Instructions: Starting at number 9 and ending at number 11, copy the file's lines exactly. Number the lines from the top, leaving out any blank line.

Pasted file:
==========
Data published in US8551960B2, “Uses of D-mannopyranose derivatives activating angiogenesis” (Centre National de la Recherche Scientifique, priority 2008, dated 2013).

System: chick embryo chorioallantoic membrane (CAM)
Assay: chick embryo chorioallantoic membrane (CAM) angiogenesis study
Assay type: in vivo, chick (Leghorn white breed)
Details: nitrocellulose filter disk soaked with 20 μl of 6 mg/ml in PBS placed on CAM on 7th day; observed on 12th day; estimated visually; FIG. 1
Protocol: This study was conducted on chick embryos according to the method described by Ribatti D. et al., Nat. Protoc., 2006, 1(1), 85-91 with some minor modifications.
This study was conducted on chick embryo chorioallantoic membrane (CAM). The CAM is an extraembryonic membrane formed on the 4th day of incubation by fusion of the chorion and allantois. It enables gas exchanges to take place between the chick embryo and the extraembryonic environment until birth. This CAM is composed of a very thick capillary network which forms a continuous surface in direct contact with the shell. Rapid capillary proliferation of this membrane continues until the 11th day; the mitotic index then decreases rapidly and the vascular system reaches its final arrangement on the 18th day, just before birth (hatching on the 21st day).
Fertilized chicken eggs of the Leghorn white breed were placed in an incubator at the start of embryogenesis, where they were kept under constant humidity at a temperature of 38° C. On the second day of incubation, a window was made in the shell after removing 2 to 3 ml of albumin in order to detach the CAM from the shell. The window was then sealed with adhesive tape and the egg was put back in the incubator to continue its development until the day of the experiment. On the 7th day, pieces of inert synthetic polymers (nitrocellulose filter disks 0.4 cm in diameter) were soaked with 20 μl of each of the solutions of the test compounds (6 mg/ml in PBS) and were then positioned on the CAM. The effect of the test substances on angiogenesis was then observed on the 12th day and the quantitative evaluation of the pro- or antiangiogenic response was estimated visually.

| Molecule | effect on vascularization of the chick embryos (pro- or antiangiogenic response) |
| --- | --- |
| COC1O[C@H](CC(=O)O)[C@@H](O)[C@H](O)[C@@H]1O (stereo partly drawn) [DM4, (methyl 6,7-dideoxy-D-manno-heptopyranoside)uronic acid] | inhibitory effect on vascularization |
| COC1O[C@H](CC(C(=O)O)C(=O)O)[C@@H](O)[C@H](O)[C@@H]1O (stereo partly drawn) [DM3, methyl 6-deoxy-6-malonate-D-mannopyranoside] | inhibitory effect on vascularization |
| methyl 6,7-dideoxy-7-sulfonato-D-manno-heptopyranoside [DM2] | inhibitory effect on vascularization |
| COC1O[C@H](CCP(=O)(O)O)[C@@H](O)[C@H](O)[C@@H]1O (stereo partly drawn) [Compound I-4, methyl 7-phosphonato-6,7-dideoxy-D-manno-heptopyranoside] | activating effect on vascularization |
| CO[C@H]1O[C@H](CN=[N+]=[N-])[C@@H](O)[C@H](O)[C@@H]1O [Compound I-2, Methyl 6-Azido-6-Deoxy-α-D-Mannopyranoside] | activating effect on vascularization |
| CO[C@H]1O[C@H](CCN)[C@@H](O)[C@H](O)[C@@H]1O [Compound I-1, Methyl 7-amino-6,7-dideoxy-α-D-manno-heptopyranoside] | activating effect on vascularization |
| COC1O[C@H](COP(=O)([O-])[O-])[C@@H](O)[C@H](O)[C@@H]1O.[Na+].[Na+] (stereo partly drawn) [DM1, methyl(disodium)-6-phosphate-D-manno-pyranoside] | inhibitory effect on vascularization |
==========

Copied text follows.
| Molecule | effect on vascularization of the chick embryos (pro- or antiangiogenic response) |
| --- | --- |
| COC1O[C@H](CC(=O)O)[C@@H](O)[C@H](O)[C@@H]1O (stereo partly drawn) [DM4, (methyl 6,7-dideoxy-D-manno-heptopyranoside)uronic acid] | inhibitory effect on vascularization |